War of the Rebellion: Serial 062 Page 0100 LOUISIANA AND THE TRANS-MISSISSIPPI. Chapter XLVI.

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can strike him on your way back, provided you are not encumbered with prisoners or wounded. Wishing you every success and feeling sure you will make your mark, if you get a chance, and relying on your prudence to reach Jacksonport without McRae knowing it,

I am, captain, very respectfully, your obedient servant,

R. R. LIVINGSTON,

Colonel First Nebraska Cavalry, Commanding District.

HEADQUARTERS DISTRICT OF CENTRAL MISSOURI, January 17, 1864.

Major O. D. GREENE,

Assistant Adjutant-General, Saint Louis, Mo.:

MAJOR: Your telegram referring to a communication over my signature has been received. Anticipating the occupation of the border counties, I wrote a note to the General Assembly that was published in the Saint Louis papers. The consideration of the subject was referred to a special committee and a bill will be reported. As the action of the General Assembly will in no manner interfere with the military authorities, and as they have already taken the steps to legislate on the subject, I do not see how I can interfere to stop further proceedings. Upon a more careful reading of Special Orders, No. 8, I see that I misconstrued its intention and will act accordingly.

I am, very truly, your obedient servant,

E. B. BROWN,

Brigadier-General of Volunteers, Commanding.

JANUARY 17, 1864.

Major-General POPE, Milwaukee:

GENERAL: Your letter of the 12th instant in regard to the Sioux Indians in British territory is received, and will be submitted to the Secretary of War for the consideration of the President. Probably the matter will be made the subject of a communication to Lord Lyons. In one of your former dispatches, you spoke of fitting out an expedition in the spring against the Indians in the Territories of Dakota and Idaho. I think it would be well for you to submit your plans more fully, in order that they may be laid before the President and Secretary of War, and the proper instructions given to the heads of the bureaus for supplies, &c.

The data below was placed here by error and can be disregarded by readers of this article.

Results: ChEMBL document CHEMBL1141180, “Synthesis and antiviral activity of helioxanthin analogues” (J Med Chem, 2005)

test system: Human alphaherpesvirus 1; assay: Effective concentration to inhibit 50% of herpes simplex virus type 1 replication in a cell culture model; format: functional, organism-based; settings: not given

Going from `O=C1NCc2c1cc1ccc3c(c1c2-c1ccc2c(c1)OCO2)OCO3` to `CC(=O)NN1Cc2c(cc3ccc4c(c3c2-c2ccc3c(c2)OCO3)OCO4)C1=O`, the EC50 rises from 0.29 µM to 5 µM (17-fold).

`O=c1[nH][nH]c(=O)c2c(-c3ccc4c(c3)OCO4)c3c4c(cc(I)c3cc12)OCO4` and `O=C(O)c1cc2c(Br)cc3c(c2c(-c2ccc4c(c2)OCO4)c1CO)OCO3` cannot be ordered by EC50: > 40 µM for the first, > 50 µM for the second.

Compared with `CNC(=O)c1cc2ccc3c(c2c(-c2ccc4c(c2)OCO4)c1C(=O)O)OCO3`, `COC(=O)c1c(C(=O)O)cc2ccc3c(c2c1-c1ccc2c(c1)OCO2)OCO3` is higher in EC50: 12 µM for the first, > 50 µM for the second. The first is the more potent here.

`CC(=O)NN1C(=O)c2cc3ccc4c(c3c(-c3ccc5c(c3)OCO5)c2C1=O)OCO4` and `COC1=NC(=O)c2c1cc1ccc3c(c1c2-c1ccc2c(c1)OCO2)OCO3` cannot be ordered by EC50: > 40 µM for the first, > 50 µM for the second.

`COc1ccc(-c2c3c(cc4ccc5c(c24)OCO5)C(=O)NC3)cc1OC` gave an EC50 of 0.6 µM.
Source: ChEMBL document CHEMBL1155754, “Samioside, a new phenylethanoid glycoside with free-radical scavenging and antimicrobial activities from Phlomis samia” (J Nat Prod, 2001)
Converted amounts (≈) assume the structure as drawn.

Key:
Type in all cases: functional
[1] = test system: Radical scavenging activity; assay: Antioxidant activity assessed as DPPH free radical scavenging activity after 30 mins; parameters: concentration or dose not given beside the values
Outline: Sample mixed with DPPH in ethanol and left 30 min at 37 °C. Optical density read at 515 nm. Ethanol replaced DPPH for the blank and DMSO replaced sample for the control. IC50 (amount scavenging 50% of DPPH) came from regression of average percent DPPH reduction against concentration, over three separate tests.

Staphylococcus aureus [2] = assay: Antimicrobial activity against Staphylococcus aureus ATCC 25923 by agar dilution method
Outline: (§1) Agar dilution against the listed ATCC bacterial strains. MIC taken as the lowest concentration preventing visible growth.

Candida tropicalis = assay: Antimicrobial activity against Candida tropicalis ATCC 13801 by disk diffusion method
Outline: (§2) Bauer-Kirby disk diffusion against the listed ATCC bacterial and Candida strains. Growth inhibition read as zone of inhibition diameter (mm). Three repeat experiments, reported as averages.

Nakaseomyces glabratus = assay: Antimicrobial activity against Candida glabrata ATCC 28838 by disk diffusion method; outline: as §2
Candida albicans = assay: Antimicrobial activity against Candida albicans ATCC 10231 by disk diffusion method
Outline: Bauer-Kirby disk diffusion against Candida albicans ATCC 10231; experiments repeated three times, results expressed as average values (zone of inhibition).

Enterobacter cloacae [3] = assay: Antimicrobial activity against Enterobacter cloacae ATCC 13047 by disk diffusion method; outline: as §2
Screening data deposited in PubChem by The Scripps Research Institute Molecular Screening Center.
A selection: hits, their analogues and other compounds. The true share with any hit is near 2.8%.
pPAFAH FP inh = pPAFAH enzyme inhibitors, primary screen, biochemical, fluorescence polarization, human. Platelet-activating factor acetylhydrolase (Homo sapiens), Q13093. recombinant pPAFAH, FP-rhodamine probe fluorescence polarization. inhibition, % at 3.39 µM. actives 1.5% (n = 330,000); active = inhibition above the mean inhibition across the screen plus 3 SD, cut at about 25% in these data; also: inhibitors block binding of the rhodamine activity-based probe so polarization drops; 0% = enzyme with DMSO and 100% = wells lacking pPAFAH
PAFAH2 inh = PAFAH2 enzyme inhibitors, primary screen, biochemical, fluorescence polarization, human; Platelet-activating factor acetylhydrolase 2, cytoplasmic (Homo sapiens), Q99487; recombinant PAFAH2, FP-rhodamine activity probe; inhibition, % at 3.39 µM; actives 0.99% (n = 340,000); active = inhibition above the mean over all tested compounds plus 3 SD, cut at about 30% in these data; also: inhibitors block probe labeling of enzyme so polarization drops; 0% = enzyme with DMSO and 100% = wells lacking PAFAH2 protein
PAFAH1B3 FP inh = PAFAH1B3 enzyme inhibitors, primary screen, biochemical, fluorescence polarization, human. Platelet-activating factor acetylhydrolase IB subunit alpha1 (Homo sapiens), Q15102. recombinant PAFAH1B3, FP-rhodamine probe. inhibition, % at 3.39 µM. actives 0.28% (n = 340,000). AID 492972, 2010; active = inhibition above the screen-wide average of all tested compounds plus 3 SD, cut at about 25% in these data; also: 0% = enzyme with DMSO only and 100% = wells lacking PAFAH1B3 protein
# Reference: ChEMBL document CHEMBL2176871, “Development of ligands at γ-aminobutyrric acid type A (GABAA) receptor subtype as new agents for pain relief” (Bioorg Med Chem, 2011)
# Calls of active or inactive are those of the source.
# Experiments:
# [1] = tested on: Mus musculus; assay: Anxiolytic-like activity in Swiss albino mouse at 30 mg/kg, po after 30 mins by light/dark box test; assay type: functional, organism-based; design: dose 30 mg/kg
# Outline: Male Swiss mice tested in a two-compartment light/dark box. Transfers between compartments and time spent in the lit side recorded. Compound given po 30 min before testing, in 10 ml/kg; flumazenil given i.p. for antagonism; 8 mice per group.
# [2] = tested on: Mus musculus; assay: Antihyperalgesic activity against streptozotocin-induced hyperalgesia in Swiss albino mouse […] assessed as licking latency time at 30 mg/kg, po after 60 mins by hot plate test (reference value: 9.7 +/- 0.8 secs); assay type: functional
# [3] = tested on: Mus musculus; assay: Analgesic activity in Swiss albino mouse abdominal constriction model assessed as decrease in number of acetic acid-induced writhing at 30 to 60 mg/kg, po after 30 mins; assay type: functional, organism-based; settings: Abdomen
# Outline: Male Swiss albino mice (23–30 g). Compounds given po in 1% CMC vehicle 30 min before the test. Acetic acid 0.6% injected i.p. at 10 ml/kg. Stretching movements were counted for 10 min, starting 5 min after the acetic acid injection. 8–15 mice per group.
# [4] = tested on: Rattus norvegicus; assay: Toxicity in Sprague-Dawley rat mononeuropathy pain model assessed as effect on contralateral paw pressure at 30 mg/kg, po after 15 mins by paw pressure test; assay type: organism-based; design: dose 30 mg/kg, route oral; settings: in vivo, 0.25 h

Please state what troops you propose to send into the Indian country, what supplies that cannot be obtained in your department you will require, where they should be sent, at what time, &c. I presume it will be necessary to collect at least a part of them during the winter. As you may wish to wait for further developments before deciding definitely upon your plans, I do not aks for an immediate reply. Keep the subject in mind and give us as early and full information as you can. As the demands of the principal armies in the field for re-enforcement are very pressing, these proposed Indian expeditions should be made as small as possible.

Very respectfully, your obedient servant,

H. W. HALLECK,

General-in-Chief.